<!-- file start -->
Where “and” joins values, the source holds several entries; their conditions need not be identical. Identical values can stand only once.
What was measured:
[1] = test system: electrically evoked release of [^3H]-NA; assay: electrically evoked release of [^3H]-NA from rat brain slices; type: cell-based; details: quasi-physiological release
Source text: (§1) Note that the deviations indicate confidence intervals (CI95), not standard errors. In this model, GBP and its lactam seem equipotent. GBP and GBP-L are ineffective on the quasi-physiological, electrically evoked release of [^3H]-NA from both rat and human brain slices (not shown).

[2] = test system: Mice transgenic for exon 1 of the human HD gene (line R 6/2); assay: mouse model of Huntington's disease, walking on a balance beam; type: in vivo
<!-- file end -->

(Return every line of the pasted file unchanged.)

Where “and” joins values, the source holds several entries; their conditions need not be identical. Identical values can stand only once.
What was measured:
[1] = test system: electrically evoked release of [^3H]-NA; assay: electrically evoked release of [^3H]-NA from rat brain slices; type: cell-based; details: quasi-physiological release
Source text: (§1) Note that the deviations indicate confidence intervals (CI95), not standard errors. In this model, GBP and its lactam seem equipotent. GBP and GBP-L are ineffective on the quasi-physiological, electrically evoked release of [^3H]-NA from both rat and human brain slices (not shown).

[2] = test system: Mice transgenic for exon 1 of the human HD gene (line R 6/2); assay: mouse model of Huntington's disease, walking on a balance beam; type: in vivo